How is your SPD “quaranteam” faring amidst COVID-19?

April 22, 2020

Media traced the novel coronavirus, known as COVID-19, to an outbreak that reportedly stemmed from a market in Wuhan, China in December 2019. Where were you when you heard about it? What was your reaction? I, like many others, thought, “oh no, look what is happening in China!” As we followed the news and watched people with the virus being forcefully pulled from their homes, we never thought the U.S., let alone the rest of the world, would be dealing with the virus and all of the disruption it has caused in our lives.

During the next few months, the speed at which the virus spread seemed like a tsunami pounding the coastline so quickly that we were unable to prepare for the rapidly rising floodwaters. How is the virus spread? How long does it last? How do we test for it? What kind of personal protective equipment (PPE) do we need? Do we need a different type of cleaner and detergent? What does the Environmental Protection Agency (EPA) suggest?

What happens when we do not have all – or as many of – the facts? Oftentimes we panic and begin buying and hoarding everything from PPE to cleaners/detergents to household items just to make sure we are not caught before any shortage emerges.

Experts from the Food and Drug Administration (FDA), Centers for Disease Control and Prevention (CDC), World Health Organization (WHO), Occupational Safety and Health Administration (OSHA) and the Department of Homeland Security, among others, have access and permission to release supplies in the national stockpile. The staff with direct patient contact were most afraid of not knowing whether they would contract the virus and how it would impact their lives. Those of us who support the frontline staff wanted to ensure we were doing everything we could to stop the spread of the virus to our colleagues, patients and families.

Questions abound

Some of the questions raised in SPD involved PPE: Do we need to wear N95 masks? The answer was no. Save them for the staff making direct patient contact. How often do we need to change attire? Same as always. Do I need to be notified if equipment returned is from a COVID-19 patient? No, we need to follow universal precautions. Do we need to use different cleaning agents and detergents? The manager should validate the cleaners/detergents in use kill viruses like the flu, chickenpox, Hepatitis B and C and HIV.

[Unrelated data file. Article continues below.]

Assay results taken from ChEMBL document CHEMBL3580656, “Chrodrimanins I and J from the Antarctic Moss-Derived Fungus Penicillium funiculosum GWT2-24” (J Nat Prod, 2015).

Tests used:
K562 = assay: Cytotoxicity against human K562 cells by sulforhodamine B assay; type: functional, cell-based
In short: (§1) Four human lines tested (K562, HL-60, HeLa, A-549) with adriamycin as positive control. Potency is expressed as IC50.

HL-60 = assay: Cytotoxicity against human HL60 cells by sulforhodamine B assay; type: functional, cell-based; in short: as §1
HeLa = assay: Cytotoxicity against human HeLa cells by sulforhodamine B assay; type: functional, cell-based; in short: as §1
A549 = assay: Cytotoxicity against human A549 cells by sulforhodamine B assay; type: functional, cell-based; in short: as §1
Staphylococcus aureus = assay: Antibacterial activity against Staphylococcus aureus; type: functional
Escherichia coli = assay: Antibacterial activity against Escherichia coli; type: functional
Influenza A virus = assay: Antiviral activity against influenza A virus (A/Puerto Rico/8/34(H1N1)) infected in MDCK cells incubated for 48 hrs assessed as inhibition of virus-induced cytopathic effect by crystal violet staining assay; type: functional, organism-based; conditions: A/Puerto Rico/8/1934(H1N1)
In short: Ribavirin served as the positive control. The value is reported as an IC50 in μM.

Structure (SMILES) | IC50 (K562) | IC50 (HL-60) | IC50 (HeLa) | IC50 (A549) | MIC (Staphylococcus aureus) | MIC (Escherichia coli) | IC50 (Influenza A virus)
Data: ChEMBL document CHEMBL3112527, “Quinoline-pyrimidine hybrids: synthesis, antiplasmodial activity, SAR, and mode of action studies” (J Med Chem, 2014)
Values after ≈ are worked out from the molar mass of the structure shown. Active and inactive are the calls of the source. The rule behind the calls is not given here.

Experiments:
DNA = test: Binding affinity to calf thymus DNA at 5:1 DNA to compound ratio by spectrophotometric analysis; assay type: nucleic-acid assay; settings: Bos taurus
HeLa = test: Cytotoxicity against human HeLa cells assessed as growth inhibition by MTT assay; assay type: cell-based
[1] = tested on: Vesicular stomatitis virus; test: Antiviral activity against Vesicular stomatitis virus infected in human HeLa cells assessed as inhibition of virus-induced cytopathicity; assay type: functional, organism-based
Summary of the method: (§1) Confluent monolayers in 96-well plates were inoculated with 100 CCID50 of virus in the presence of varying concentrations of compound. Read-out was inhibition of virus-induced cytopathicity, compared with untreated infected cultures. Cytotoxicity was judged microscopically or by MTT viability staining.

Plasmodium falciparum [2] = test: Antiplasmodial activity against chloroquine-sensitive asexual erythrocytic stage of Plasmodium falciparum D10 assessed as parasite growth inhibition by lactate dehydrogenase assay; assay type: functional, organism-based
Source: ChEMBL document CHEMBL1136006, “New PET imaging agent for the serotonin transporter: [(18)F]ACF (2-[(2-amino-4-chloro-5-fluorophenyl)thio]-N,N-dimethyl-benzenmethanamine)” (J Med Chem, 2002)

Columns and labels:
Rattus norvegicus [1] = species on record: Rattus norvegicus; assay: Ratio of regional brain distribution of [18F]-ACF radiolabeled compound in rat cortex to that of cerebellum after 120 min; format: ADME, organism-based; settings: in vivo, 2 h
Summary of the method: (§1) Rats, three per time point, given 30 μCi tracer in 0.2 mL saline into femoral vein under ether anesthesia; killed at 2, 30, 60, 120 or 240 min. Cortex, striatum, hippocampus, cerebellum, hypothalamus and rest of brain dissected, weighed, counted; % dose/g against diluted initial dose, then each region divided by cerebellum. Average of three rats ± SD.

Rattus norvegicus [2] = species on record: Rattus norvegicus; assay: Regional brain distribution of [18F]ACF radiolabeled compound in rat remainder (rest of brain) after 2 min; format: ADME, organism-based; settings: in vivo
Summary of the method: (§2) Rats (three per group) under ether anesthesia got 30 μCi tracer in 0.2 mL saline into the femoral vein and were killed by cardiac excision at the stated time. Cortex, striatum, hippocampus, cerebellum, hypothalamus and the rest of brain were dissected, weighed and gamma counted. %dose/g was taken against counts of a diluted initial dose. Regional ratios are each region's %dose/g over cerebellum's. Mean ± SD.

This downtime due to the reduced number of procedures provided many opportunities to update the department policies, etc. This was a great time to ensure your Instructions for Use (IFU) for products are up to date. Are you following the IFUs? Do you have the correct tools to clean, such as brushes, and appropriate packaging for the items? This was a great opportunity to take the time to clean the department, look for outdated supplies, update the PAR lists and acquire appropriate items to ensure the IFUs are being followed. Verify the department has a copy of each of the IAHCSMM, AAMI ST79 and TIR 68 manuals and that your policies and procedures follow the guidelines. This is also an important time for staff to engage in performing these types of assignments for which they do not normally get involved. This includes training and education on how the epidemic was felt, what changes occurred, what steps should have been taken earlier, how the information was acquired? All represent an opportunity to fill time as procedural cases are down and support preparedness for the next disaster that occurs.

There are positive ramifications in all of this. It has brought together all departments within organizations to have conversations about who does what – in detail – understanding how any changes in use of approved cleaning products, protocols, use of non-FDA-approved/cleared products, such as masks, proper use and reuse of PPE, and acquiring PPE masks from many vendors/lay people who are making masks that may not be FDA-approved/cleared. Do we accept this? And what functions are allowed to use these products – SPD or frontline staff? These decisions are made collaboratively. The importance of every role in the organization has now been highlighted. The team effort and the support from each department should improve future communications as long as we all continue to understand the different perspectives and needs by function and respect them.

About the Author

Jean Sargent

Jean Sargent, CMRP, FAHRMM, FCS, currently serves as Principal, Sargent Healthcare Strategies, and is a member of Healthcare Purchasing News’ Editorial Advisory Board. She can be reached at [email protected].

Photo 77197506 © Korn Vitthayanukarun | Dreamstime.com
Image courtesy of Kat Velez, LeeSar Regional Service Center, Fort Myers, FL, HPN’s 2017 SPD of the Year
261278015 © Александр Лебедько | Dreamstime.com